I'm currently finishing my bachelor's degree. The school I attend to provide their students with a webapplication called Classfronter. The goal of the tool is that students and teachers communicate among themselves, sharing their experience and help each other out. The application provides "rooms" for each course where students may post on the forum, share documents and chat in real time.
The problem is that many "rooms" are almost as dead as the Sahara desert after a nuclear strike. One reason is of course the chicken and egg problem. Noone use it because noone use it. Another reason, and a far greater one in my opinion, is that it's not a pleasant experience using it!
The application is painfully slow, hard to navigate and during the earlier years it was only fairly usable in Internet Explorer. I run my own website, hybelmat.com
, aimed primarily at students. It's a site where users may send in simple food recipies and search the database for something to eat. My stats shows that norwegian students prefer Opera and Firefox equally well to Internet Explorer. Actually less than
50% of my visitors use Internet Explorer.
My point with all of this is that the tool we are presented with fails in three important aspects: speed, usability and compatibility. When the tool you provide is so hard to use that it's a nuisance for its users, you've got a huge problem on your hands. When the server is so bogged down with work that it spends 12 seconds generating a page and the users have to switch pages 3 times in order to get to where they want, that is not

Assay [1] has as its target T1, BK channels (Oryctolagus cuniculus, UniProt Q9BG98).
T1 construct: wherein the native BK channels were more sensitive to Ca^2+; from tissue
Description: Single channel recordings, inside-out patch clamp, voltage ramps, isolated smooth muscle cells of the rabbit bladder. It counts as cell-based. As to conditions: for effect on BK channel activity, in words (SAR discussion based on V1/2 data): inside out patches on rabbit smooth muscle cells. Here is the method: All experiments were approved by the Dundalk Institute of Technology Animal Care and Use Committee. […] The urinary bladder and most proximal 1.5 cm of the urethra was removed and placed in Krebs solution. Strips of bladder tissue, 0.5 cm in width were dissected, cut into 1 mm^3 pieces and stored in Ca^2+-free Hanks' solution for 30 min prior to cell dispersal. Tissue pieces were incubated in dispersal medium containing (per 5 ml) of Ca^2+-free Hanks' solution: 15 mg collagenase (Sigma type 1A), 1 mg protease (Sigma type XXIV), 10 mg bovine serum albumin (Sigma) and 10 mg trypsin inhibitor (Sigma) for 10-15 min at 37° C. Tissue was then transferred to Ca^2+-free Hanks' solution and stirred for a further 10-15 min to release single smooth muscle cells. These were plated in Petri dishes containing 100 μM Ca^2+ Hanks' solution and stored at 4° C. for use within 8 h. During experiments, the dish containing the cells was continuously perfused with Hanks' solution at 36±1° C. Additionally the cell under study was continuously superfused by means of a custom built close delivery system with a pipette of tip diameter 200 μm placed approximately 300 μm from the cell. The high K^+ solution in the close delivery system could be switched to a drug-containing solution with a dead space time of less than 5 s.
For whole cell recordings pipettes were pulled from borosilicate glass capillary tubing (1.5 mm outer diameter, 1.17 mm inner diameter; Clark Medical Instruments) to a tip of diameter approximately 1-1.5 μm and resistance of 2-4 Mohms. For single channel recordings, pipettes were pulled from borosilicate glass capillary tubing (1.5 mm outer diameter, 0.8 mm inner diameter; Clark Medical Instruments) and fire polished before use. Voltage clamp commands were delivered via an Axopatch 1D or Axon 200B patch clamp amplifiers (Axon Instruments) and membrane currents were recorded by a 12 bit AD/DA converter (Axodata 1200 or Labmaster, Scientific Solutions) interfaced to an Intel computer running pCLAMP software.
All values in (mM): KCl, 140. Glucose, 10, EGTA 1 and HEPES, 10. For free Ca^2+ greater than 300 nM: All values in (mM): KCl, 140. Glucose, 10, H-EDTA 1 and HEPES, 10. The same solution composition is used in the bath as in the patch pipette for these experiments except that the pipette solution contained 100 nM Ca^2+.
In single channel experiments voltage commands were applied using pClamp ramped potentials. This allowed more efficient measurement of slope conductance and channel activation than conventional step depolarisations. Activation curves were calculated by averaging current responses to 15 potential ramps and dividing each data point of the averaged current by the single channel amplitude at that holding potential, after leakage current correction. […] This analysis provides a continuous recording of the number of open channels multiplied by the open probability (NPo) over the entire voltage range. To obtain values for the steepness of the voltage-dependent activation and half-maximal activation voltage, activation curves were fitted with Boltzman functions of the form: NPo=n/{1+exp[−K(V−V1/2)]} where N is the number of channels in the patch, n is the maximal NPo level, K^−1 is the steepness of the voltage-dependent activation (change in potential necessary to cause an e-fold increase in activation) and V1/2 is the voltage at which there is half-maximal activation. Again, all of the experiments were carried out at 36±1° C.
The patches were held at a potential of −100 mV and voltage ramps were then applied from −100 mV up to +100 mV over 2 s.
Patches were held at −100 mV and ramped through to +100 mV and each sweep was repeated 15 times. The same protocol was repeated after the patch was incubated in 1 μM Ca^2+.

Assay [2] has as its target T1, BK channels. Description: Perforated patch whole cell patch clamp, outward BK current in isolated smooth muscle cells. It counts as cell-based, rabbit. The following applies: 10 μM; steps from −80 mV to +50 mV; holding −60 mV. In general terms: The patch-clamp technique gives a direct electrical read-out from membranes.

During my spare time, I'm working on my own webapplication complete with fancy Ajax, context menus, ECMAScript and dangling shiny things to dazzle the eyes. Well... except that last one
. It started out as a simple tool for my brother and I, but is currently escalating to a project with potential for future profit.
One of the criterias of my webapplication is that it should be accessible from a cellphone provided the user agent doesn't choke on XHTML. Among other things, I cannot
rely on ecmascript for critical functionality or even a display size of more than 128 pixels. Considering this, Opera Mini really came as a blessing for me.
Currently, on broadband, it takes me less than a second to refresh the page, and I would rather sacrifice a semi-nice feature before I sacrificed that.